Sherri Kurtz’s 9-year-old son Michael has autism and ADHD. “He’s got a lot going on, but he’s a very smart, brilliant child,” Kurtz said.
She’s concerned about how Michael will fare as Pittsburgh Public Schools [PPS] begins an unprecedented school year with virtual learning due to the coronavirus pandemic. Focusing in a remote environment can be difficult for children like Michael, who’s going into fourth grade.
And, more broadly, experts have reason to believe many students’ mental health could take a toll due to the realities of virtual learning.
The North Side family has seen a lot of success for Michael at his school, Allegheny Traditional Academy, where Kurtz said Michael received excellent, thoughtful assistance.
“He was happy. The teachers were great with him,” Kurtz said. “And then it was like, boom. We were like 10 steps ahead. Now we took 10 steps behind.”
As the fall approaches and the 23,000 PPS students go back to school online, some parents of children with mental health needs are worried they may not receive the attention and assistance they require because of the virtual environment.
The PPS school board voted unanimously in July to do remote instruction for the first nine weeks of the 2020-21 school year. Experts predict that virtual instruction could lead to worsened mental health conditions for children because of factors like a decrease in social interaction and an increase in screen time.
Schools also serve as one of the foremost mental health resources for children. Based on 2012-2015 National Survey of Drug Use and Health data, 57% of adolescents who used any mental health services took advantage of some school-based mental health service, according to an April study published in Jama Pediatrics.
Virtual learning and mental health
PPS plans to address the needs of its students’ mental health in the virtual environment but is also planning for if classes return physically to the schools full time or part time as the school year progresses.
“We want to make sure that we rebuild relationships,” said Supervisor of Psychological Services Isaac Tarbell in an August livestream. “At the end of the day, we want to rebuild relationships with students and their teachers, with families and schools, with communities and schools, because as we reopen, we realize that a lot of those relationships need worked on.”
Both in-house and contracted mental health professionals will be trained to use Microsoft Teams and Schoology so that staff and parents can communicate with them about any student who may need help.
“Everything should be online the first day of school, with the acknowledgement that there will be some hiccups,” Tarbell said. “But largely, staff will be trained and ready to implement school-based behavioral and mental health resources day one of the school year.”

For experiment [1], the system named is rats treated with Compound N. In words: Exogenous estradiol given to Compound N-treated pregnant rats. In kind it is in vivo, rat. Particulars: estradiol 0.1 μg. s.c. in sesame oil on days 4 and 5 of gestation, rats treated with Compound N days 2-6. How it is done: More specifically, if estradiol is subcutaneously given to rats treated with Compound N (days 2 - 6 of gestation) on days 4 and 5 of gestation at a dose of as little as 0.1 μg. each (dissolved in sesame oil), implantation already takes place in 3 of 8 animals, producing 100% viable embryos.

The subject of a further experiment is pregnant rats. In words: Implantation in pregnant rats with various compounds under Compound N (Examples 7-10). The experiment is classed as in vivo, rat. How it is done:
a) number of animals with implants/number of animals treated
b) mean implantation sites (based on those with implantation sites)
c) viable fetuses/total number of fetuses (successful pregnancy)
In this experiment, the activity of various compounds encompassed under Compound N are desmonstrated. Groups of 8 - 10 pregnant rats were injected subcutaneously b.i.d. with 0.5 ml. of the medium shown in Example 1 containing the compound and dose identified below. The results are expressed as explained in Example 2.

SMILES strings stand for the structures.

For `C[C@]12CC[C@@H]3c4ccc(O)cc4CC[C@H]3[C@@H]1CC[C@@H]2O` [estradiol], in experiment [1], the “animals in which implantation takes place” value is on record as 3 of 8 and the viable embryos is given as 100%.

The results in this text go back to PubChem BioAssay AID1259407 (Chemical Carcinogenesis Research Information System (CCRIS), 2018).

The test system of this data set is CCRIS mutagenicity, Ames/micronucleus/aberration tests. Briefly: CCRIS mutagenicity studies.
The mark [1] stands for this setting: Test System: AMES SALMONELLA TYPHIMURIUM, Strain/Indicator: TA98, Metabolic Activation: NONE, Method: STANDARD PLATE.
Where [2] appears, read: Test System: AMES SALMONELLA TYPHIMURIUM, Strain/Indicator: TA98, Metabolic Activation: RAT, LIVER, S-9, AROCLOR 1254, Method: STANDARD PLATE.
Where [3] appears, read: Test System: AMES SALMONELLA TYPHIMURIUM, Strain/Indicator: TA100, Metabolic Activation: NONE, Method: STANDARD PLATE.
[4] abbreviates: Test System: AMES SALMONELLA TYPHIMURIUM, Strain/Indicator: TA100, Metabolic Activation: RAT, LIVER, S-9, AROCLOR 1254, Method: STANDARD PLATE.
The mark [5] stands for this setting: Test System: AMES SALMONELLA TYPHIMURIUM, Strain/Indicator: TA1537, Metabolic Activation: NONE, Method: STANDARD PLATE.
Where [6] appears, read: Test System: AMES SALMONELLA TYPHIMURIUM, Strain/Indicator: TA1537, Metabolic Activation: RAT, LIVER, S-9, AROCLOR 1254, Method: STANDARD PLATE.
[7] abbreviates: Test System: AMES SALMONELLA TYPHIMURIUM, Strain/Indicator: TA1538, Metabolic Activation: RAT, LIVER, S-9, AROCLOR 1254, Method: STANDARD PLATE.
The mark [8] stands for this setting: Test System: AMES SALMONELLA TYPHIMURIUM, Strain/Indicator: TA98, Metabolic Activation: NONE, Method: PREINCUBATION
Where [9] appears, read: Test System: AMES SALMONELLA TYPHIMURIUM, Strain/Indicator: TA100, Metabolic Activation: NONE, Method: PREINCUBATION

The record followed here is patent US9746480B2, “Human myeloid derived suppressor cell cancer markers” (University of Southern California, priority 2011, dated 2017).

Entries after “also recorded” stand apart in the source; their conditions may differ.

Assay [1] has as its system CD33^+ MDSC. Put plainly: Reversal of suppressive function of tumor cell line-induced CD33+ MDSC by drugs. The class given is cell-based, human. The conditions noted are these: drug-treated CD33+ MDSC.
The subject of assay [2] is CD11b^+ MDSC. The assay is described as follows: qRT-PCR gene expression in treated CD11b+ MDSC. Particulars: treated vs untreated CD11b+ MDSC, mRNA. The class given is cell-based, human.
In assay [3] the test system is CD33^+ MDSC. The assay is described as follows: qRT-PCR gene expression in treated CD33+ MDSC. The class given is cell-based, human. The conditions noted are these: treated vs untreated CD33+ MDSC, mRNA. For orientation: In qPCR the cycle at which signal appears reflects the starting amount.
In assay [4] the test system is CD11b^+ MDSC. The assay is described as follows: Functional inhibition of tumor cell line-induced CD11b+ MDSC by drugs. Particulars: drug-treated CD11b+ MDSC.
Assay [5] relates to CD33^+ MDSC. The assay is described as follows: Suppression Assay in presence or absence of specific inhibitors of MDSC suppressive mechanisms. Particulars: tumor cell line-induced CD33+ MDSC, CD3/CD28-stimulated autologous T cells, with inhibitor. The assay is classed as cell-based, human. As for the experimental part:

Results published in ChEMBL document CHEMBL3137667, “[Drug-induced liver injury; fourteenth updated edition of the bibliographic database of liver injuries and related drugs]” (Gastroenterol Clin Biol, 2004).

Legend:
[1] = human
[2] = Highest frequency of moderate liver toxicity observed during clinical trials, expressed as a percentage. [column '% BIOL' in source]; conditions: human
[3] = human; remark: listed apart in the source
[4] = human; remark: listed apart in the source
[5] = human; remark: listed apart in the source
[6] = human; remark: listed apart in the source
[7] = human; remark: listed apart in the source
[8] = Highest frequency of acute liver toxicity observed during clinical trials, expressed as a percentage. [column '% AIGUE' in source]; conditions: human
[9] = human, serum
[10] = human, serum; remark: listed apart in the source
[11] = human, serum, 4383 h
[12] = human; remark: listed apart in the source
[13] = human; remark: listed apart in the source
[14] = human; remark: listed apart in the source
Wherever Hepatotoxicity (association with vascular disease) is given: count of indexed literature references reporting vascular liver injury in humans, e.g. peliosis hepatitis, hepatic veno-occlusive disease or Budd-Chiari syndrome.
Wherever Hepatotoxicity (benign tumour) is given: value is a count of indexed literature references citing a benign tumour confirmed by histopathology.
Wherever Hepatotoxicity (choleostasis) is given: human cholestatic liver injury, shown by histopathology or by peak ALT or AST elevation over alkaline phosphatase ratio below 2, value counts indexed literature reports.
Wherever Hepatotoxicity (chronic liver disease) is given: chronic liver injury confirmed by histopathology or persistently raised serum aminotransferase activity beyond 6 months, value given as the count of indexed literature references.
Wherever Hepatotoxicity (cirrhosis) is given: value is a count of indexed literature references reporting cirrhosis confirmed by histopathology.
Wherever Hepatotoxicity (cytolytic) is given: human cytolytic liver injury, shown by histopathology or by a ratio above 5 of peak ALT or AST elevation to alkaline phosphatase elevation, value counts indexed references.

PPS also plans to perform a survey to get a better sense of the student body’s needs and well-being, according to Assistant Superintendent Rodney Necciai. The district hopes teachers will continue to identify students who may need help.
“The teachers are basically our front line and will identify students and bring them to those teams and those teams staff those students and work with families to map them onto either appropriate community-based resources or school-based resources,” Tarbell said.
Virtual learning environments make identifying students with mental health needs difficult. One reason is that students are still largely operating in their familiar home setting. Brittney Singletary, a licensed clinical social worker with Sprout Center for Emotional Growth and Development, said some struggling students could fall under the radar in virtual settings. For many children, school is the first introduction to formal, structured environments.
“When higher expectations are put on in the school environment, in this formal, structured setting, what you notice is a lot of behaviors possibly coming out,” Singletary said. “You notice, possibly, learning concerns…”
While Kurtz understands the safety risks that the pandemic brings, she wishes parents had the option to send their children back to school in person. She is not confident Michael will receive the help he needs in a virtual environment.
“I cannot give him a routine or a structure at home,” Kurtz said. “I have two working parents in this home. I have a grandma that watches my children — there’s no way she can give him structure and know how to do fourth grade.”
Matt Petras is a freelance reporter and educator based in the Pittsburgh area. He can be reached at email@example.com or on Twitter @mattApetras.
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